Why Is The Mainstream Media Suddenly Buzzing About “Another Global Financial Crisis”?
30 May, 2018
All of a sudden, the mainstream media is starting to sound a lot like The Economic Collapse Blog. Throughout the Obama years, the mainstream media in the United States always seemed extremely hesitant to suggest that difficult economic times may be ahead, but now talk of “another global financial crisis” seems to be all over the place. Is this because they truly believe that one is coming, or is it just another angle that they can use to attack Donald Trump? In any event, it is undeniable that evidence is mounting that big trouble could be right around the corner. European financial markets are already in meltdown mode, a major international trade war has just erupted, the worst “retail apocalypse” in modern U.S. history is accelerating, and our debt problems continue to grow with each passing day. Normally the mainstream news is much more subdued than I am about all of this stuff, and so I was very surprised to see reporter James Pethokoukis come out with an article entitled “Here comes another global financial crisis”…
Investors are increasingly worried that an escalating political crisis in Italy could lead to a populist, euroskeptic government taking power. As a result, there’s rising uncertainty about whether the country might eventually abandon the euro currency zone or default on its giant debt pile. To make things worse, the Trump administration continues to toy with the idea of a trade war with Europe and China. That would be the last thing the global economy would need if the Italian situation deteriorates further. Debt crises and trade wars are a toxic combination.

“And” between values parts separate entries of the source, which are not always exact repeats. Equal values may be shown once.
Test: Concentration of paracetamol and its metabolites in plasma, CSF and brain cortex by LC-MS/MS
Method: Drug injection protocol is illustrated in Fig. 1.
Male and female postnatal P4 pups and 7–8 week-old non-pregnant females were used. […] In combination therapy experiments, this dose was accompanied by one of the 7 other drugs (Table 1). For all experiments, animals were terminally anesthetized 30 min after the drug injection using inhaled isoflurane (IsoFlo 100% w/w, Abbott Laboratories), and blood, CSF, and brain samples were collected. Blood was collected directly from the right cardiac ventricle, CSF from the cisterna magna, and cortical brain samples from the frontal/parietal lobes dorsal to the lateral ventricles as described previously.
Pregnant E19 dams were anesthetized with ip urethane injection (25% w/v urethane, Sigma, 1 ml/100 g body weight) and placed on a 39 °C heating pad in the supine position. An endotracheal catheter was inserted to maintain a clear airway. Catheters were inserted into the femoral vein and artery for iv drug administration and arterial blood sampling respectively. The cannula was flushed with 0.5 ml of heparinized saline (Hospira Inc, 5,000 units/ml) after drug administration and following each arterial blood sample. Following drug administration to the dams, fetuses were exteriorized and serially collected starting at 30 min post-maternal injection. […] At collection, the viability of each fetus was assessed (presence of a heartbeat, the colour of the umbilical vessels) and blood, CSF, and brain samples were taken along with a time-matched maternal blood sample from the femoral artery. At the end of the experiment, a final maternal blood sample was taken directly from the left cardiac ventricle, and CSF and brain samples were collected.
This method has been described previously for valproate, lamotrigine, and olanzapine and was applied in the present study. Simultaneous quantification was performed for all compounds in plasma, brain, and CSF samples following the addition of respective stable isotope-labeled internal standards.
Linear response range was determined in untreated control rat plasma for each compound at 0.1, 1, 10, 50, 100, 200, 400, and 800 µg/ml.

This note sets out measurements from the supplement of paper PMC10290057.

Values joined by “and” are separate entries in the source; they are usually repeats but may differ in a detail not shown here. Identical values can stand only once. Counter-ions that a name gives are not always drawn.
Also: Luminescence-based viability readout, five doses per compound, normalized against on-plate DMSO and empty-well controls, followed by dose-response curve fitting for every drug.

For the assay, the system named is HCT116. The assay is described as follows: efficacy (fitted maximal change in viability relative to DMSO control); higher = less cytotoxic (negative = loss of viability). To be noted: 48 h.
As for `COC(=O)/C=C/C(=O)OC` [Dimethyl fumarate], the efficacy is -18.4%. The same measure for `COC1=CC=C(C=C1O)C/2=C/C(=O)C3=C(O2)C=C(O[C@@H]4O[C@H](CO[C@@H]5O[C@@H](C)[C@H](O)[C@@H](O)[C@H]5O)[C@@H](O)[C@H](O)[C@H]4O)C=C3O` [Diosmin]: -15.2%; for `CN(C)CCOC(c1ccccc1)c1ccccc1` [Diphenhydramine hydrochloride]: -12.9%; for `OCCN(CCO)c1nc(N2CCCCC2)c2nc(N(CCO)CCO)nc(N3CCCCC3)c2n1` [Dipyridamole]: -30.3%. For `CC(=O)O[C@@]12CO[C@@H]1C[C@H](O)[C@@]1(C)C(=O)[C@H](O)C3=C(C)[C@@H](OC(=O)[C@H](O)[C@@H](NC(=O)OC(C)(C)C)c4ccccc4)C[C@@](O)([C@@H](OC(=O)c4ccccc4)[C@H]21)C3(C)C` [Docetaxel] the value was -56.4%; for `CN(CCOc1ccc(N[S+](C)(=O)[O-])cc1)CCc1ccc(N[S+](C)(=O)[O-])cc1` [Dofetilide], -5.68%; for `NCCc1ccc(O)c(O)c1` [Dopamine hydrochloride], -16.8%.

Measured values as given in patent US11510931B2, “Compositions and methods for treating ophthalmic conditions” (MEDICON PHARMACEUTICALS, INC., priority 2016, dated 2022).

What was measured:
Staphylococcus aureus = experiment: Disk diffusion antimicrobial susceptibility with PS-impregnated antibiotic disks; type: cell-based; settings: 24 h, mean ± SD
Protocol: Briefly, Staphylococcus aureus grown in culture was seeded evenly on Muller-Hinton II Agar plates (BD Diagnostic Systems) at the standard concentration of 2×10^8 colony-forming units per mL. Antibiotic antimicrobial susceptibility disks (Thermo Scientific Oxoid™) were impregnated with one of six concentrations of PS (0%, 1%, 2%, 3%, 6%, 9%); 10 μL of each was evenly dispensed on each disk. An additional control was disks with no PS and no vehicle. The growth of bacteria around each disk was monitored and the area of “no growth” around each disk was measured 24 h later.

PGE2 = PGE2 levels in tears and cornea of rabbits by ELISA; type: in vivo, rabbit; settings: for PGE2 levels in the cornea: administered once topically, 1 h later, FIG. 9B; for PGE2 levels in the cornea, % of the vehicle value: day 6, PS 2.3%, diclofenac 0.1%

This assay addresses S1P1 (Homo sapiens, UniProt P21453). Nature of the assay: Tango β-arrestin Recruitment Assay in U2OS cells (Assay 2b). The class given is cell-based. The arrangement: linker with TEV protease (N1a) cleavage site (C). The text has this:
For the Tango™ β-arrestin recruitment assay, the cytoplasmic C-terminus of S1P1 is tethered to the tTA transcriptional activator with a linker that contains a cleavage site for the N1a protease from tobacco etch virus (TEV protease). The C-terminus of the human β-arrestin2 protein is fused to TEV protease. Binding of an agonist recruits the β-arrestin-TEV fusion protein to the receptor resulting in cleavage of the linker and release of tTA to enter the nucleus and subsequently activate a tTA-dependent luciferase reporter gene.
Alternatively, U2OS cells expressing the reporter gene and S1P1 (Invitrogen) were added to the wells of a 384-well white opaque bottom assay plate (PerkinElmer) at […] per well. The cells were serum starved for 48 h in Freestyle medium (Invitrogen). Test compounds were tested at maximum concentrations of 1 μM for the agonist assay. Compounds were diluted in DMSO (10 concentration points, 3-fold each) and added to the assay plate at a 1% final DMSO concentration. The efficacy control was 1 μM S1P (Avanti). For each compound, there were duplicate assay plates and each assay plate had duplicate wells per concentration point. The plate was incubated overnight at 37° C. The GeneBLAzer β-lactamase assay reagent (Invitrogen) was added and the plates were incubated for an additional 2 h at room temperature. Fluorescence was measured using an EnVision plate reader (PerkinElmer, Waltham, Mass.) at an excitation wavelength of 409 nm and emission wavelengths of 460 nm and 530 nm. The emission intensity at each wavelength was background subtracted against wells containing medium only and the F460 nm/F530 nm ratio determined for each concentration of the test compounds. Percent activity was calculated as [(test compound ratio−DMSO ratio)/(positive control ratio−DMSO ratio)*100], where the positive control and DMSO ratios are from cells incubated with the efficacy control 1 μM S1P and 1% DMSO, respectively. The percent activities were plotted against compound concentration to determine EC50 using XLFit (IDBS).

Italy is the eurozone’s third-largest economy, 10 times the size of Greece’s. It also has the world’s third-largest sovereign debt market, some $2.7 trillion. Only Greece has a higher public debt-to-GDP ratio in the eurozone. My AEI colleague Desmond Lachman, a former International Monetary Fund official and Wall Street emerging market strategist, argues that Italy’s troubles have the potential to roil the global economy much like the 2008 Lehman bankruptcy. (The 10th anniversary of “Free Market Day” is coming!) America wouldn’t be spared.
This came after leaked double-whammy revelations the morning: One reported by the Financial Times, that the FDIC had put Deutsche Bank’s US operations on its infamous “Problem Bank List”; and the other one, reported by the Wall Street Journal, that the Fed, as main bank regulator, had walloped the bank last year with a “troubled condition” designation, one of the lowest rankings on its five-level scoring system.
Canada will retaliate against new U.S. tariffs by imposing its own trade barriers on U.S. steel, aluminum and other products, Canadian Foreign Minister Chrystia Freeland said Thursday.
Freeland said Canada plans to slap dollar-for-dollar tariffs on the U.S. The Nafta partner’s proposed import taxes would also cover whiskey, orange juice and other food products alongside the steel and aluminum tariffs.
Each crisis is bigger than the one before. In complex dynamic systems such as capital markets, risk is an exponential function of system scale. Increasing market scale correlates with exponentially larger market collapses.
This means that the larger size of the system implies a future global liquidity crisis and market panic far larger than the Panic of 2008.
Today, systemic risk is more dangerous than ever. Too-big-to-fail banks are bigger than ever, have a larger percentage of the total assets of the banking system and have much larger derivatives books.